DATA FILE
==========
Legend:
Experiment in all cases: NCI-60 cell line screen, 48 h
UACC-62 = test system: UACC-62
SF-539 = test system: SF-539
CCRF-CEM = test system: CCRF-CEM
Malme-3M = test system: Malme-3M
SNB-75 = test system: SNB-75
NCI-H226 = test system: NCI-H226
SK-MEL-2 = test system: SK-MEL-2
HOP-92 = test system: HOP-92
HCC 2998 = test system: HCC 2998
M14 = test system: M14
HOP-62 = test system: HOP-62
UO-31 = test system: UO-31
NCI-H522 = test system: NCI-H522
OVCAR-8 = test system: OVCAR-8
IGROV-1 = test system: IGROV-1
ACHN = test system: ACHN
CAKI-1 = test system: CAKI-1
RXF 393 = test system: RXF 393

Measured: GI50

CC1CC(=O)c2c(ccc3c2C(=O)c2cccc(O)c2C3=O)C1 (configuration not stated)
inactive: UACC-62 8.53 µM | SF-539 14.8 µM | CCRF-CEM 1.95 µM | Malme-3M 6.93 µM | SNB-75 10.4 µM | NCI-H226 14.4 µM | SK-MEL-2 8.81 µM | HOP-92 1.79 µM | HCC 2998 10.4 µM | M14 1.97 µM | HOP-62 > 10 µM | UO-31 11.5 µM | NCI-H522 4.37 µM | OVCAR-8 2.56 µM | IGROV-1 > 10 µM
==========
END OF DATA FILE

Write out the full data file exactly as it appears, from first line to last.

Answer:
Legend:
Experiment in all cases: NCI-60 cell line screen, 48 h
UACC-62 = test system: UACC-62
SF-539 = test system: SF-539
CCRF-CEM = test system: CCRF-CEM
Malme-3M = test system: Malme-3M
SNB-75 = test system: SNB-75
NCI-H226 = test system: NCI-H226
SK-MEL-2 = test system: SK-MEL-2
HOP-92 = test system: HOP-92
HCC 2998 = test system: HCC 2998
M14 = test system: M14
HOP-62 = test system: HOP-62
UO-31 = test system: UO-31
NCI-H522 = test system: NCI-H522
OVCAR-8 = test system: OVCAR-8
IGROV-1 = test system: IGROV-1
ACHN = test system: ACHN
CAKI-1 = test system: CAKI-1
RXF 393 = test system: RXF 393

Measured: GI50

CC1CC(=O)c2c(ccc3c2C(=O)c2cccc(O)c2C3=O)C1 (configuration not stated)
inactive: UACC-62 8.53 µM | SF-539 14.8 µM | CCRF-CEM 1.95 µM | Malme-3M 6.93 µM | SNB-75 10.4 µM | NCI-H226 14.4 µM | SK-MEL-2 8.81 µM | HOP-92 1.79 µM | HCC 2998 10.4 µM | M14 1.97 µM | HOP-62 > 10 µM | UO-31 11.5 µM | NCI-H522 4.37 µM | OVCAR-8 2.56 µM | IGROV-1 > 10 µM